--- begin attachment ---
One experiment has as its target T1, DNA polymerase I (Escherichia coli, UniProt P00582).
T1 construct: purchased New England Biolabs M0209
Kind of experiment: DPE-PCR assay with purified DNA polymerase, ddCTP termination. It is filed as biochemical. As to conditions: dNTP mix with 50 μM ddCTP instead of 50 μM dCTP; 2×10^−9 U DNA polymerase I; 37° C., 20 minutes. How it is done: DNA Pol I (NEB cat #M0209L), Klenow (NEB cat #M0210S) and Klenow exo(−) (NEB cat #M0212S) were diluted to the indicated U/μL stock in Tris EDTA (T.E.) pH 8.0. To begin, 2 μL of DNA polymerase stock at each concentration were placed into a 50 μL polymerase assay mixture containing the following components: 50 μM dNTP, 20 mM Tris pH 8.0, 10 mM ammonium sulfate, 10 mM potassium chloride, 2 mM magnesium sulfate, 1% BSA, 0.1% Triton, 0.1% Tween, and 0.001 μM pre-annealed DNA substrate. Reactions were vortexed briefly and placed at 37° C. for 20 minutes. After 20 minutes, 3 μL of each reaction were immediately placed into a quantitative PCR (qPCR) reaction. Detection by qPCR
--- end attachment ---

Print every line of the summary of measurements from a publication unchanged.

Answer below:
One experiment has as its target T1, DNA polymerase I (Escherichia coli, UniProt P00582).
T1 construct: purchased New England Biolabs M0209
Kind of experiment: DPE-PCR assay with purified DNA polymerase, ddCTP termination. It is filed as biochemical. As to conditions: dNTP mix with 50 μM ddCTP instead of 50 μM dCTP; 2×10^−9 U DNA polymerase I; 37° C., 20 minutes. How it is done: DNA Pol I (NEB cat #M0209L), Klenow (NEB cat #M0210S) and Klenow exo(−) (NEB cat #M0212S) were diluted to the indicated U/μL stock in Tris EDTA (T.E.) pH 8.0. To begin, 2 μL of DNA polymerase stock at each concentration were placed into a 50 μL polymerase assay mixture containing the following components: 50 μM dNTP, 20 mM Tris pH 8.0, 10 mM ammonium sulfate, 10 mM potassium chloride, 2 mM magnesium sulfate, 1% BSA, 0.1% Triton, 0.1% Tween, and 0.001 μM pre-annealed DNA substrate. Reactions were vortexed briefly and placed at 37° C. for 20 minutes. After 20 minutes, 3 μL of each reaction were immediately placed into a quantitative PCR (qPCR) reaction. Detection by qPCR